Fly-tipping blights St Albans - and has cost taxpayers £75,000 to clear

PUBLISHED: 12:00 17 March 2016

Fly tipping on Sandridgebury Lane

Fly tipping on Sandridgebury Lane

Archant

Unsightly waste has again been dumped on country lanes in St Albans, prompting complaints from residents and councillors.

Fly-tipping in Potterscrouch Lane. Photo by Paul FosterFly-tipping in Potterscrouch Lane. Photo by Paul Foster

Incidents of fly-tipping this month include rubbish left about 400 yards from St Albans Girls’ School, on Sandridgebury Lane, and in Appspond and Potterscrouch lanes, near the mammoth waste wood mountain.

District Councillor for Park Street, David Yates, said that clearing illegally dumped rubbish had cost St Albans residents over £75,000 during the municipal year.

He pointed out that national statistics showed St Albans suffered a total of 1,130 fly-tipping incidents during 2014-15.

Cllr Yates added that this figure was 42 per cent more than in the previous year, and “around eight times the average increase seen across the UK.

Fly-tipping in Potterscrouch Lane. Photo by Paul FosterFly-tipping in Potterscrouch Lane. Photo by Paul Foster

“Park Street and St Stephen wards have been the worst hit, with around half of the incidents across the district recorded in this area.”

The councillor has urged the district council to do more to tackle the problem, as “only 36 of the 1,130 fly-tipping incidents recorded in 2014-15 were investigated, according to the statistics.

“These are shown as resulting in just two warning letters being sent.

“The district council fails to investigate them, leaving the fly-tippers to carry on without fear of anything being done.”

Motorists entering the city centre of St Albans are greeted with a message to take their litter home. Photo by Peter WaresMotorists entering the city centre of St Albans are greeted with a message to take their litter home. Photo by Peter Wares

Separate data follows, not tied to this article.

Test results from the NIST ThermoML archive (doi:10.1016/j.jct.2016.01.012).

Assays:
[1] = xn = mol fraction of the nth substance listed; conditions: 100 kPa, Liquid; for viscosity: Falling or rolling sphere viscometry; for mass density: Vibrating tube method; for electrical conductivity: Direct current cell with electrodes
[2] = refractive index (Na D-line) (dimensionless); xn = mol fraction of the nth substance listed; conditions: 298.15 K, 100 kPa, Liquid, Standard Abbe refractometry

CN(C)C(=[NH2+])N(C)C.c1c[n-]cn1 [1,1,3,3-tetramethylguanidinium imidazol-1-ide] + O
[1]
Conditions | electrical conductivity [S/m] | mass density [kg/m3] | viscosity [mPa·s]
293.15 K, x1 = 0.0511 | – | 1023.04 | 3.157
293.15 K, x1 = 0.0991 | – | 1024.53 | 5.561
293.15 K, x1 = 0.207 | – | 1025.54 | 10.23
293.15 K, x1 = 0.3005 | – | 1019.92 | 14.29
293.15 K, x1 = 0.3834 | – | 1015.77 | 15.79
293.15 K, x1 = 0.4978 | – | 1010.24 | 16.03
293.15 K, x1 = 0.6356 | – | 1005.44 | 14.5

By comparison, in 2009-10, 707 fly-tips resulted in 299 investigations, 55 warning letters and one prosecution.

Cllr Yates, who raised the issue at last month’s full council meeting, went on: “It’s a double blow for our area. The county council saves money by closing recycling centres and leaving residents to pick up the bill for clearing up fly-tips.”

The councillor urged: “Let’s start taking fly-tipping seriously again.”

He believes the rise coincides with sweeping changes to the opening hours of recycling sites across the county, including in St Albans.

Herts county council has changed the opening times, with most centres closed two days a week and operating from later in the morning, for fewer hours.

Harpenden’s centre is closed Thursday and Friday, while St Albans shuts its gates to visitors on Tuesday and Wednesday.

Tonight (Thursday) cabinet will discuss the growing fly-tipping problem, as on-the-spot fines for fly-tipping and other littering offences have been recommended for use in the district.

If the scheme comes into force, fixed penalty notices would be issued to offenders by trained officers working for the council.

Offenders would thus avoid being prosecuted, and possibly acquiring a criminal record. A typical fine for dropping litter is £75.

Cabinet has been asked to agree to develop an enforcement scheme, either by hiring new staff, or by using an external contractor.

• Local resident Paul Foster was annoyed after seeing “a lot of” fly-tipped waste in Appspond and Potterscrouch lanes, particularly in the wake of the ‘Clean it for the Queen’ campaign. He said: “Most of it appears to be building rubble, and the police put warning signs up.”

• Meanwhile in St Albans, Peter Wares noted that drivers entering the city were asked via electronic roadside signs to take their litter home with them. He said: “The sign by The Horn pub in Victoria Street was spotted on my way home following a local community litter pick.”

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